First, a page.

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Build new homes – boost economic growth Matthew Warburton - 15/06/2012

red houses 300Of the many interesting things I learned at the CIH Conference this week, three have stuck in my mind. The first is the claim made both by Housing Minister Grant Shapps and Sir Bob Kerslake, now apparently Head of the Civil Service as well as DCLG, that the Prime Minister and Chancellor are now both focused on the potential of housing to make a major contribution to lifting Britain out of recession.

If so, it is the first time in a generation that the housing industry is pushing at an open door for a hearing. The second was Grant Shapps' answer when asked to say how he would put the case for housing in the forthcoming CSR: building 100,000 new homes, he said, adds 1 per cent to GDP.

The third appeared on a slide presented by Steve Partridge of CIH in a session on the future of council housing; the headroom made available to councils in the self-financing settlement would enable them, if they chose, to build over 20,000 new homes, with the potential for many more if debt ceilings were lifted and councils allowed to borrow within prudential limits.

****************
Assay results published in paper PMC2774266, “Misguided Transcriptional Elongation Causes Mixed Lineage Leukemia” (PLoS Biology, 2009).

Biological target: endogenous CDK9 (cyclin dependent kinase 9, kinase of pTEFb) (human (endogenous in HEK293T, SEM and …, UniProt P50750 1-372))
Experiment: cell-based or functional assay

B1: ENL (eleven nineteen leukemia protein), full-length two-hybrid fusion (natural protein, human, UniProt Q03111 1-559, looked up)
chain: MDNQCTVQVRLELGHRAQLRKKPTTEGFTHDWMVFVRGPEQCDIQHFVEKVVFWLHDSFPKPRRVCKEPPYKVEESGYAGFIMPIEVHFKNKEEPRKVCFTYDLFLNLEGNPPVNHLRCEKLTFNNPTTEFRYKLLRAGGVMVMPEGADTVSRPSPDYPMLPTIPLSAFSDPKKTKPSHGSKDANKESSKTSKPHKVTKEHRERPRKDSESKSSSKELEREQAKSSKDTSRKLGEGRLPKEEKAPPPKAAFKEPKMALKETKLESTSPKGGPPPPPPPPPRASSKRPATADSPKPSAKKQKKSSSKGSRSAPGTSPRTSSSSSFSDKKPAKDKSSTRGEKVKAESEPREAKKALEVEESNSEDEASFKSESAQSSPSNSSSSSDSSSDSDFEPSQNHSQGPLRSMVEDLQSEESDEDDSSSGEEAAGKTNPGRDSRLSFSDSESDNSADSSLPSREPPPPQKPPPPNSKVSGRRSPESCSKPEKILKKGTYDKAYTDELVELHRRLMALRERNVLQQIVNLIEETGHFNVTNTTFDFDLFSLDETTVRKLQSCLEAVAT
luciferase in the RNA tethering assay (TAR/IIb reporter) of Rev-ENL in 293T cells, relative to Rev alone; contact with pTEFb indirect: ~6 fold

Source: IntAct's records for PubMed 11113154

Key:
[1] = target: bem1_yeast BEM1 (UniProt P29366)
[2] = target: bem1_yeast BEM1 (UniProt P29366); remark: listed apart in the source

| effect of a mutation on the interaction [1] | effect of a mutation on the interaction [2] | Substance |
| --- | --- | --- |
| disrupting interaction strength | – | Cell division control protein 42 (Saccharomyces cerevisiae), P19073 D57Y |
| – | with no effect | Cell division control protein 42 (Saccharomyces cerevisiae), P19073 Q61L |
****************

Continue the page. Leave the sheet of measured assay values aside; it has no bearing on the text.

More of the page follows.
Taken together these point to the conclusion that councils with housing could play a really important role in reviving the national economy, both by building new homes to relieve housing need, and by improving the existing stock. Government could enable them to do more by lifting debt caps and in other ways, but there is no lever that central government can pull to require councils to invest and build.

Quite rightly, that is now a matter for local discussion and decision involving councils, their tenants and local people. Realising the full potential of self-financing for new development would require 167 separate decisions by individual councils.

Steve Partridge, in the conference session mentioned above, described the current situation as a pause for breath, almost like the months between the declaration of war against Germany in 1939 and the invasion of France in 1940.

Not quite the analogy needed here, but you can see what he meant. The self-financing settlement was successfully signed off in March - a declaration of peace rather than war perhaps. Many councils found themselves better off than they had been expecting given the borrowing deals available at PWLB.

But firm decisions have not yet been made everywhere about how to use the new resources made available. To those councils which have not yet firmed up their investment plans I have this message - think hard about the economic impact.

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